The government’s flagship online safety bill is “massively letting down” women and girls by failing to include specific protections to prevent misogynistic abuse, a senior Tory peer has said.
Baroness Nicky Morgan has joined campaigners and celebrities in calling for a violence against women and girls (VAWG) code of practice to be included in the legislation – telling Sky News not doing so would be “a huge missed opportunity”.
“I think the biggest shortfall of the bill is that it doesn’t mention women and girls specifically at all and yet we know that women and girls are significantly more likely to be harassed online,” she said.
“Many of the (social media) platforms have become just a focus for watching misogyny and a place where women and girls feel very uncomfortable.
“So many people often remove themselves from the online space, which is not we want at all – we wouldn’t accept it in the offline world.”
With the bill entering its scrutiny stage in the House of Lords, Lady Morgan is tabling an amendment calling for the regulator Ofcom to enforce a VAWG code of practice tech platforms would have to follow or face fines if they don’t.
The former cabinet minister said while the government is criminalising offences such as cyberstalking and sharing intimate images, this does not go far enough and will fail to stop the daily online abuse women face.
While previous versions of the long-awaited legislation included a requirement for tech platforms to remove content that is “legal but harmful”, such as misogynistic views, last year that was scrapped with companies told instead to provide adult users with tools to hide content they don’t want to see.
However, Ms Morgan, who was culture secretary when the policy was first proposed in 2019, said the “whole nature of the way these online platforms are designed” needs to be looked at so women and girls are thought about “right from the start”.
“It’s about thinking, how do the way algorithms work to disadvantage women and girls? How is hateful content allowed to just proliferate online?” she said.
“Not having this amendment will be a huge missed opportunity.
“I think the bill in its current form would massively let down women and girls and wouldn’t offer the protection that could be available if we don’t get this code of practice legislated.”
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Lady Morgan was speaking outside the Houses of Parliament as campaigners gathered to highlight the abuse women face online.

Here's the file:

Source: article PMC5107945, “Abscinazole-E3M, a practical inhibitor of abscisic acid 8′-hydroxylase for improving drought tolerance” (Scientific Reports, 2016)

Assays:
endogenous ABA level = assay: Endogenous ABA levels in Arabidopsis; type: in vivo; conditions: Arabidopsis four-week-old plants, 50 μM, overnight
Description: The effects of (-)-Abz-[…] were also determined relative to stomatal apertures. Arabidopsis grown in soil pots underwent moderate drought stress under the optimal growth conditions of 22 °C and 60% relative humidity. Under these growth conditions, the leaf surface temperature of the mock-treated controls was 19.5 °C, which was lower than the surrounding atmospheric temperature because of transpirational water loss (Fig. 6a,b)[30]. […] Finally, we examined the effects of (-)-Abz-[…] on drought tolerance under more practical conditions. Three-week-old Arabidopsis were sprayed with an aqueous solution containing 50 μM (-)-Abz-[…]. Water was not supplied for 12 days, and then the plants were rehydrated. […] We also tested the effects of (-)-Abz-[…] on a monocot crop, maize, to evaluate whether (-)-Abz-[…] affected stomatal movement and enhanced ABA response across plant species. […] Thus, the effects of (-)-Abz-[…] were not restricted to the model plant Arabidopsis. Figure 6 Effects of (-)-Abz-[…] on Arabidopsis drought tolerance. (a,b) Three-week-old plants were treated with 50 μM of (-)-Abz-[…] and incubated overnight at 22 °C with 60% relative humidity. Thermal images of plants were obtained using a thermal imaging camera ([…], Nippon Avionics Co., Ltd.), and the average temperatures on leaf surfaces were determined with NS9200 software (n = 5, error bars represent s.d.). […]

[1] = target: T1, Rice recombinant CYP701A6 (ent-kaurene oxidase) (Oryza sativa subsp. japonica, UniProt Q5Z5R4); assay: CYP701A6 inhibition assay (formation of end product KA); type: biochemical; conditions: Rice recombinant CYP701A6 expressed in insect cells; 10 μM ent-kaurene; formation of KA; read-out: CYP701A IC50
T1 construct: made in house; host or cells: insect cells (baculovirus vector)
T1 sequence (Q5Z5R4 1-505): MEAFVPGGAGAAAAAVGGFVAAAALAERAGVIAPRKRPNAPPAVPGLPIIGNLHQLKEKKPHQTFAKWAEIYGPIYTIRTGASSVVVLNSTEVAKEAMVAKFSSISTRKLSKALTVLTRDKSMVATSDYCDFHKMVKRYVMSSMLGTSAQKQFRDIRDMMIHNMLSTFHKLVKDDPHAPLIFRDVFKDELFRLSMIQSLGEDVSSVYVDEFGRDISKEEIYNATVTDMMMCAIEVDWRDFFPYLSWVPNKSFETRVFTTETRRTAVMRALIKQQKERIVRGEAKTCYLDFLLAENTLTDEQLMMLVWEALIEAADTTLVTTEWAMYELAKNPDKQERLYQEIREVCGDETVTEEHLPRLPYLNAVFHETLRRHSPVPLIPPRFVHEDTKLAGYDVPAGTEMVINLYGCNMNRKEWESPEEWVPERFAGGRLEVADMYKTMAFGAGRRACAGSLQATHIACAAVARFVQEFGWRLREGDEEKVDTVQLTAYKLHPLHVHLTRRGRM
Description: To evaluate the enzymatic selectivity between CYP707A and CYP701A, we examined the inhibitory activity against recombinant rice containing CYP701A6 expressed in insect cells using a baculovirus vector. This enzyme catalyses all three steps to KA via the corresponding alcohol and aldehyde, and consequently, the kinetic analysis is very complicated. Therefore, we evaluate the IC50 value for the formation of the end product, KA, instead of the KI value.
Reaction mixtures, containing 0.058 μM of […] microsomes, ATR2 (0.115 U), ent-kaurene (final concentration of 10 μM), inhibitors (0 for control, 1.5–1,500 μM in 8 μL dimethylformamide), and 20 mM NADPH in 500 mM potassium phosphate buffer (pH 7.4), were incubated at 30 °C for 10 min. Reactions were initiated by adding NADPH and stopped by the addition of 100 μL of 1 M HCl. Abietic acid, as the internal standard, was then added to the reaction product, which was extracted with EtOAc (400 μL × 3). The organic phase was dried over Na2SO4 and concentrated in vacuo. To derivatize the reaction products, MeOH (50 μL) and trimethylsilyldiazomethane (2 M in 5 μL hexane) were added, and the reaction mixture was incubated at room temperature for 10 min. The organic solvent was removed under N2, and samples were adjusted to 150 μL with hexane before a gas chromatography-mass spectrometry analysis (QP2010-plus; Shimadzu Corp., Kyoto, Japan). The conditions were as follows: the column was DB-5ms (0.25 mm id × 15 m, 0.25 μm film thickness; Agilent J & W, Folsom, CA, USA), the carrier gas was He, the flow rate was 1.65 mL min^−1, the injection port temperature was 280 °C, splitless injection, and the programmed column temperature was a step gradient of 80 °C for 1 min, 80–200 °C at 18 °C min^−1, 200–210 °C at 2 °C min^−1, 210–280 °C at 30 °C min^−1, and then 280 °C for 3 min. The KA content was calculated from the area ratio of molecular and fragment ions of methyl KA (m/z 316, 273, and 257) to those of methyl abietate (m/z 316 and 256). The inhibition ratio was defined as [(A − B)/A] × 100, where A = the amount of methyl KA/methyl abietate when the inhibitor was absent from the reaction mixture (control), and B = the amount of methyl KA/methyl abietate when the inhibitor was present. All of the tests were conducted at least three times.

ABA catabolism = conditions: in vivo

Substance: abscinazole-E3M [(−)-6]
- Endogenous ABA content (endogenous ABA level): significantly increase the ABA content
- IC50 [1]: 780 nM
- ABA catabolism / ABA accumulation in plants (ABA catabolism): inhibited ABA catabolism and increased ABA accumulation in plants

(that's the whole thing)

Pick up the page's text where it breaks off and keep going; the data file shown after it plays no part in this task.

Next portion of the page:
Reality TV personality Georgia Harrison, whose ex-boyfriend Stephen Bear was recently jailed for sharing a video of the couple having sex, said women and girls are being left “traumatised” by social media harassment as she backed calls for greater protections in the online safety bill.
“If you go through my DMs, it’s a scary place to be right now. There are thousands of women who are struggling online and they don’t have a voice,” she told Sky News.
“If we can get that [code of practice] onto the online safety bill we can protect them in the future.”
Ms Harrison spoke in front of an installation of a giant mobile phone and signs warning of a lack of protection for women and girls, erected by charity Refuge “to highlight the multiple spaces online where women are at risk of abuse”.
She was joined by former Love Island contestant Sharon Gaffka, an ambassador for Refuge, who reflected on her own experiences of online abuse
“I receive unsolicited images daily from men online, sometimes even messages of sexual violence include voice notes of threats of rape. The more I speak about it, the higher level of messages I receive.”
Ms Gaffka, 27, said she lives in fear of the online abuse being carried out in real life.
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“I don’t think people realise how dangerous it is.
“I have threads about me in graphic groups talking about my body in demeaning and graphic ways – it’s terrifying because online doesn’t stay online.
“I work closely with Thames Valley Police… very serious perpetrators of sexual violence start with very low levels of crime such as unsolicited images.”
Research from Refuge has found one in three women in the UK have experienced abuse or harassment online.
Jessica Eagelton, a policy manager at Refuge, said there is a “misalignment with the bill and wider commitments to tackling violence and women and girls”.
She called the proposed changes “absolutely urgent”, adding: “This is once in a generation legislation to regulate social media companies so it’s really important violence against women and girls is at the centre of that.”
The Online Safety Bill aims to regulate online content to help keep users safe, especially children, and to put the onus on companies to protect people from the likes of abusive messages, bullying and pornography.
But while some are calling for the bill to go further, tech companies fear the bill is too far-reaching and unclear about what they will be required to censor – while MPs have also expressed concerns about freedom of speech.